298 P.3d 1034 (Hawai‘i 2013), SCWC-29868, Jou v. Schmidt

Docket Nº:SCWC-29868.
Citation:298 P.3d 1034, 129 Hawai'i 270
Opinion Judge:NAKAYAMA, Acting C.J.
Party Name:Emerson M.F. JOU, M.D., Petitioner/Provider-Appellant, v. J.P. SCHMIDT, Insurance Commissioner, Department of Commerce and Consumer Affairs, State of Hawai‘i, Respondent/Respondent-Appellee, and Dai-Tokyo Royal Insurance Company, Respondent/Respondent-Appellee.
Attorney:Stephen M. Shaw, Del Mar, for petitioner/provider-appellant. J. Patrick Gallagher, for respondent/respondent-appellee Dai-Tokyo Royal Insurance Company. Elmira K.L. Tsang, Honolulu, for respondent/respondent-appellee J.P. Schmidt, Insurance Commissioner, Department of Commerce and Consumer Affair...
Judge Panel:NAKAYAMA, Acting C.J., ACOBA, McKENNA, and POLLACK,[1] JJ., and Circuit Judge KIM, In Place of RECKTENWALD, C.J., Recused.
Case Date:April 16, 2013
Court:Superior Court of Hawai'i
 
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Page 1034

298 P.3d 1034 (Hawai‘i 2013)

129 Hawai'i 270

Emerson M.F. JOU, M.D., Petitioner/Provider-Appellant,

v.

J.P. SCHMIDT, Insurance Commissioner, Department of Commerce and Consumer Affairs, State of Hawai‘i, Respondent/Respondent-Appellee,

and

Dai-Tokyo Royal Insurance Company, Respondent/Respondent-Appellee.

No. SCWC-29868.

Supreme Court of Hawai‘i.

April 16, 2013

Page 1035

Stephen M. Shaw, Del Mar, for petitioner/provider-appellant.

J. Patrick Gallagher, for respondent/respondent-appellee Dai-Tokyo Royal Insurance Company.

Elmira K.L. Tsang, Honolulu, for respondent/respondent-appellee J.P. Schmidt, Insurance Commissioner, Department of Commerce and Consumer Affairs, State of Hawai‘i.

NAKAYAMA, Acting C.J., ACOBA, McKENNA, and POLLACK,1 JJ., and Circuit Judge KIM, In Place of RECKTENWALD, C.J., Recused.

OPINION

NAKAYAMA, Acting C.J.

When a medical provider has challenged a reduction or denial of payment from an insurer prior to exhaustion of benefits under an insured's policy, the provider's pursuit of his or her claim for those benefits, even if ultimately unsuccessful, is not unreasonable for the purpose of seeking attorney's fees and costs pursuant to Hawai‘i Revised Statutes (HRS) § 431:10C-211 (a).

In this case, Petitioner/Provider-Appellant Emerson M.F. Jou, M.D. challenged the partial denial of personal injury protection benefits after treating a patient insured by Respondent/Respondent-Appellee Dai-Tokyo Royal Insurance Company (DTRIC). While Jou's request for an administrative hearing was pending in the Insurance Division of the State Department of Commerce and Consumer Affairs (DCCA), the insured's available benefits under her policy were exhausted on account of payments to Jou and other medical providers. Due to the exhaustion, the Insurance Division dismissed Jou's claim, and the Circuit Court of the First Circuit 2 and the ICA affirmed that decision.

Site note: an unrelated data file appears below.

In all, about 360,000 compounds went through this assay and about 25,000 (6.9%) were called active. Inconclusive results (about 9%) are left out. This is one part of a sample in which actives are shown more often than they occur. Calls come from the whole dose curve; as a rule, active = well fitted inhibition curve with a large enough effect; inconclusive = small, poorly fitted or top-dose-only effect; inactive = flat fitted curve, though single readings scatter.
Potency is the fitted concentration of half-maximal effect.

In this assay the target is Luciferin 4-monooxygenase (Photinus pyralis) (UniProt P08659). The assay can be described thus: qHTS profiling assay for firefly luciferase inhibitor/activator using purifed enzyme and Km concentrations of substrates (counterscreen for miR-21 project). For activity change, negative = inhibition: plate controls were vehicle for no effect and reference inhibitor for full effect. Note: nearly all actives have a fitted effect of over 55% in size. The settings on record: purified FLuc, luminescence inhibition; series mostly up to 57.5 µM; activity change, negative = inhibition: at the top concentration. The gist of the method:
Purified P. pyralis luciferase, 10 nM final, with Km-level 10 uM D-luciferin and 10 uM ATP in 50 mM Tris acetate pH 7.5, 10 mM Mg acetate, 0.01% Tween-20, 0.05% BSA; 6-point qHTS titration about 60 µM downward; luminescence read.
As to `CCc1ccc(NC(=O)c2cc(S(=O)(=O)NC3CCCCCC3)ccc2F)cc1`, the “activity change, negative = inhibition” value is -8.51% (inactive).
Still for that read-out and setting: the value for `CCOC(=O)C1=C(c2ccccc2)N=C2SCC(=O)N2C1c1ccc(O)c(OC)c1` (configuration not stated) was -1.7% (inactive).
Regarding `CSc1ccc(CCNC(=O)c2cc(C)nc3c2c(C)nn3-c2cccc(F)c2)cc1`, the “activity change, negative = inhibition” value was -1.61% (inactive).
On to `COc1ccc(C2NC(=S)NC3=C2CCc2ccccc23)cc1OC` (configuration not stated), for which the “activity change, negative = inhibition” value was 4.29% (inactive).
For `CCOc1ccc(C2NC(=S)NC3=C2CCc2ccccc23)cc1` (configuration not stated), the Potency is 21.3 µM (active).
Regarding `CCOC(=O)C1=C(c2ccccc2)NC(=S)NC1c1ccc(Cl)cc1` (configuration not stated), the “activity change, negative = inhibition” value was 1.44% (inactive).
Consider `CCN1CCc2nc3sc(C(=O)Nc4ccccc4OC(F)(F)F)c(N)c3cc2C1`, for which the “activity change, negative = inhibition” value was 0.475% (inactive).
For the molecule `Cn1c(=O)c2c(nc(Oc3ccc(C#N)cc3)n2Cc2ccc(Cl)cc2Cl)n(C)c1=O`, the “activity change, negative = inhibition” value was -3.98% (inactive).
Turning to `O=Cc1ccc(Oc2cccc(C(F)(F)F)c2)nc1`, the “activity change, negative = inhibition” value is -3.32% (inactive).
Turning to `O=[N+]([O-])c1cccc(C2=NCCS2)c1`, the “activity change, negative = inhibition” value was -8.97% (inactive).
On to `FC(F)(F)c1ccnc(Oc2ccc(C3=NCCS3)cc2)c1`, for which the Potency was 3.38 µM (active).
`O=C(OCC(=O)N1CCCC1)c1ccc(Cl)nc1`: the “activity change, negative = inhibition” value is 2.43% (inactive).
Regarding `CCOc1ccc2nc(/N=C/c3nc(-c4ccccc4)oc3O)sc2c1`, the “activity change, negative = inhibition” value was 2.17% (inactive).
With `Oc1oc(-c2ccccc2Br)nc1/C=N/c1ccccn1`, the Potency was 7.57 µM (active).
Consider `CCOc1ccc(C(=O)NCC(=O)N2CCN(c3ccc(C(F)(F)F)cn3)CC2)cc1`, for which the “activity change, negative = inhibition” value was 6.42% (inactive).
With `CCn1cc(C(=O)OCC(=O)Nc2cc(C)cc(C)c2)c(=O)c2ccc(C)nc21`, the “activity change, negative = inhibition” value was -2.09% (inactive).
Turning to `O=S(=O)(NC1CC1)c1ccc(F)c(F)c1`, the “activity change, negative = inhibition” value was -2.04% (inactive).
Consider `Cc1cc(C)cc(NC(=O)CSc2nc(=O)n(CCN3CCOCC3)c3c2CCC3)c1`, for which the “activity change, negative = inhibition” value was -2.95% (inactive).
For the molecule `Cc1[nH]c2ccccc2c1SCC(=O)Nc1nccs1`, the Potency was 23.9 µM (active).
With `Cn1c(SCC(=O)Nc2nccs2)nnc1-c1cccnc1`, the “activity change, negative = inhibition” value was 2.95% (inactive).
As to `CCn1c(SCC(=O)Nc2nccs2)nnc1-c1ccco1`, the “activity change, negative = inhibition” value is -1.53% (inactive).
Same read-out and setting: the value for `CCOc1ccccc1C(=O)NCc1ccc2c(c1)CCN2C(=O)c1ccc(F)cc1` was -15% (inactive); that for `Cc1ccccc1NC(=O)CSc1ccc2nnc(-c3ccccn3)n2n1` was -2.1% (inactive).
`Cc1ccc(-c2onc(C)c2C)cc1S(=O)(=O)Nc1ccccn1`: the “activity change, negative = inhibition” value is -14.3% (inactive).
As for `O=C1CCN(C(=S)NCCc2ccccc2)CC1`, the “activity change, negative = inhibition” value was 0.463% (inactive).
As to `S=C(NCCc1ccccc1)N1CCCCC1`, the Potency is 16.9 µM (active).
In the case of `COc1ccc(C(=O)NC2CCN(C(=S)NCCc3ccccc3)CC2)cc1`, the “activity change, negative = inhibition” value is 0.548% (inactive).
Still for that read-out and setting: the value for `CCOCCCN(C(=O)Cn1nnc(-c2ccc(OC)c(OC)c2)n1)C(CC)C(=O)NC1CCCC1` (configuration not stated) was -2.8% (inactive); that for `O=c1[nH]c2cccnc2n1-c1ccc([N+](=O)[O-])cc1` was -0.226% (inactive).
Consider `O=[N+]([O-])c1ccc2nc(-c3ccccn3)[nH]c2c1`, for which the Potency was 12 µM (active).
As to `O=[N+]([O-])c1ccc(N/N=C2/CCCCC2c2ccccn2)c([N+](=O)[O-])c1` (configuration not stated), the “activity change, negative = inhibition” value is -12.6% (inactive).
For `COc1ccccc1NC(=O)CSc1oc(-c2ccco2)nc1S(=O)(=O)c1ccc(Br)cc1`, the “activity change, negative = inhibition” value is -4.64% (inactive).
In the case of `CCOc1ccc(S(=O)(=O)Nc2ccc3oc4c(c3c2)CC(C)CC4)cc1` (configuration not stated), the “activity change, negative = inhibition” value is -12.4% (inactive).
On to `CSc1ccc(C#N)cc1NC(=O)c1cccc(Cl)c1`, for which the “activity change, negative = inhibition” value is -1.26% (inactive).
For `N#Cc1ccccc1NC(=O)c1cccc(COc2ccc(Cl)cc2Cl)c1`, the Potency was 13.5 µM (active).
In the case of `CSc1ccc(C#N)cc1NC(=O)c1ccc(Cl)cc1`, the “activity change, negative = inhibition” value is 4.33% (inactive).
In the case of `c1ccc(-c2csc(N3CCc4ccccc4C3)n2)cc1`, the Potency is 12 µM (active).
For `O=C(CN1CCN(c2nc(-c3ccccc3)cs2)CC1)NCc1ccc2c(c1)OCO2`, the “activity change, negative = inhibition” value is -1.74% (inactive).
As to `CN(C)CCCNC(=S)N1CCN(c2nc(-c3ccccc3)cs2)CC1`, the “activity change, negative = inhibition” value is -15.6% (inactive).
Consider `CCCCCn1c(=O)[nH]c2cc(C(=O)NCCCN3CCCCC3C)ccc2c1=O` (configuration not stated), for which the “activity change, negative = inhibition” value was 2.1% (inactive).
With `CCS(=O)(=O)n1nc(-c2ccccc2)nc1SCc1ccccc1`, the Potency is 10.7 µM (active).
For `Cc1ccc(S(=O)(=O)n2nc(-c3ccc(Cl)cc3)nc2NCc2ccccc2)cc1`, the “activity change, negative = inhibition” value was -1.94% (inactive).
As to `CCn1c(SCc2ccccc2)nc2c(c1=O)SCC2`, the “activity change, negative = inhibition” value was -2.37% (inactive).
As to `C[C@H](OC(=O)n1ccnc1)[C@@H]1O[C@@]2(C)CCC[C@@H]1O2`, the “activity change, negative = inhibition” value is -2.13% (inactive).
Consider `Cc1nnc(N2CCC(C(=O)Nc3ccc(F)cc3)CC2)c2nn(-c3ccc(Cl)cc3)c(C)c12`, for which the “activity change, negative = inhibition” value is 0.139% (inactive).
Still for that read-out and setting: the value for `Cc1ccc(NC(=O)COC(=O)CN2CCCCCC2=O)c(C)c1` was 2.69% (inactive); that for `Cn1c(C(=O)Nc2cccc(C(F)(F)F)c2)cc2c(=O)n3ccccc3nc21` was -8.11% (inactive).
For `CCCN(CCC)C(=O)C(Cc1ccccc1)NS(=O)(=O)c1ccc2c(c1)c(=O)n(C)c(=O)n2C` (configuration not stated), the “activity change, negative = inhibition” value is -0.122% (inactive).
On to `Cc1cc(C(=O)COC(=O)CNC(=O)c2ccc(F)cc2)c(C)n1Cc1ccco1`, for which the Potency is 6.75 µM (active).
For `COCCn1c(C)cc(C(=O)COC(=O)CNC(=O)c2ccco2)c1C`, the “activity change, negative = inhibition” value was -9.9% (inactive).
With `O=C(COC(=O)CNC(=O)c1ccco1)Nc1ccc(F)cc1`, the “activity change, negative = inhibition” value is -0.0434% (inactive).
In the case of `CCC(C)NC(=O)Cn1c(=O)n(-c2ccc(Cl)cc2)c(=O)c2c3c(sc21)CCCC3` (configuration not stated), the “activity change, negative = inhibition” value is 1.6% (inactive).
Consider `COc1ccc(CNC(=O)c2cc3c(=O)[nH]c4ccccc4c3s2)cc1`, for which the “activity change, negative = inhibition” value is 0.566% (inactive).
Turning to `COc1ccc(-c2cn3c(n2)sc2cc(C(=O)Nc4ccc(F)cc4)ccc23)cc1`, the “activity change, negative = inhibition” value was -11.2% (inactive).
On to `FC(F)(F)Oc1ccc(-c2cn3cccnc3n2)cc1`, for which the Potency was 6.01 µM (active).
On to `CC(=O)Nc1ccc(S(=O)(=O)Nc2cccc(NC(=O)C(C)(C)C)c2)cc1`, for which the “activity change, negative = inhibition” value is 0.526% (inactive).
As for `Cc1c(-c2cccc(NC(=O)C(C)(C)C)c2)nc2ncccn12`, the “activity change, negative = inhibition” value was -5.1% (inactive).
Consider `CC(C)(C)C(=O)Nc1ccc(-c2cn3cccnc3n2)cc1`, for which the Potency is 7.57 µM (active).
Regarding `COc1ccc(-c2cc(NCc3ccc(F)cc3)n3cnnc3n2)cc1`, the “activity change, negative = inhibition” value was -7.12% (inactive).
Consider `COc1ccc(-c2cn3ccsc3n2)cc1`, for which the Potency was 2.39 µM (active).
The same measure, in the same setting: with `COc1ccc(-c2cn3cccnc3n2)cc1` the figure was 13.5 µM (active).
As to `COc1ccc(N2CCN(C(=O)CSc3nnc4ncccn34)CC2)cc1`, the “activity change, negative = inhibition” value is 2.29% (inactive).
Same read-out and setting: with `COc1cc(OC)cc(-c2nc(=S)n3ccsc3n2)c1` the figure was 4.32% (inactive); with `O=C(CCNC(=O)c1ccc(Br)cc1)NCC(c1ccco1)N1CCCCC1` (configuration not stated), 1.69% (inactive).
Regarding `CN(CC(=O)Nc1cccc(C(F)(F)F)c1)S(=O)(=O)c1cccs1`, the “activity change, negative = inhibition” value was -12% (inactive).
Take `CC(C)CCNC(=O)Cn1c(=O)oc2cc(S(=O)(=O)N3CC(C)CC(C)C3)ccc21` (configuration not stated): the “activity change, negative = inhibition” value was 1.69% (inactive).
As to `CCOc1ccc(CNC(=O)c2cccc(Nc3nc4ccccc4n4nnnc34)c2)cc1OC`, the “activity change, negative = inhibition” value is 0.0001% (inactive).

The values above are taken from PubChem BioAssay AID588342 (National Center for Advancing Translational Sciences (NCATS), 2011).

Jou also requested attorney's fees and costs under HRS § 431:10C-211(a), which allows fees and costs to be awarded even when a party does not prevail on its claim for benefits; pursuant to a remand order of the ICA, the circuit court denied the request because it found Jou's pursuit of the benefits to be unreasonable given that DTRIC's obligation to pay benefits to the insured's medical providers was satisfied once the insured's policy limits had been reached. The ICA also affirmed that decision; consequently, only the issue of fees and costs is before us in this case.

Because we disagree with the circuit court and the ICA that Jou's claim was unreasonable for the purpose of awarding attorney's fees and costs under HRS § 431:10C-211(a), we vacate the judgments of both the ICA and the circuit court and remand this case to the circuit court for further proceedings.

I. BACKGROUND

A. Background in Appeal No. 28106

1. Factual Background and DCCA Hearing

Norma Agbayani was injured in a motor vehicle accident on November 27, 1995; she was insured by DTRIC and treated by Jou and other doctors. After treatment, Jou sent a total of three separate bills to DTRIC requesting payment; DTRIC paid Jou, but based on reductions in payments made after the billing statements were reviewed by DTRIC, Jou claimed that DTRIC wrongly withheld payment in a total amount of $1,189.65 between December 1995 and May 1996.

On December 9, 1998, Jou requested a hearing with DCCA's Insurance Division to review the payment reductions. On May 2,

Page 1036

2002, the Insurance Division's Office of Administrative Hearings docketed Jou's request for a hearing; however, on May 20, 2002, the status conference on the matter was taken off the calendar due to Jou's failure to file a prehearing statement. 3

Thereafter, on February 10, 2003, DTRIC notified Jou that Agabayani's no-fault benefits in the amount of $20,000.00 had been exhausted as of February 3, 1999.

On January 27, 2005, after the matter had been restored to the calendar, the administrative hearings officer held a hearing on DTRIC's motion for summary judgment. The hearings officer held that because Agbayani's no-fault benefits had been exhausted, Jou's request for payment of the withheld $1,189.65 amount was moot; accordingly, the hearings officer recommended on April 13, 2005 that DTRIC's motion for summary judgment be granted and that the matter be dismissed. On May 12, 2005, Insurance Commissioner J.P. Schmidt adopted the hearings officer's findings and recommended order, granted DTRIC's motion, and dismissed the matter. As the hearings officer recommended, Schmidt also ordered that the parties bear their own attorney's fees and costs.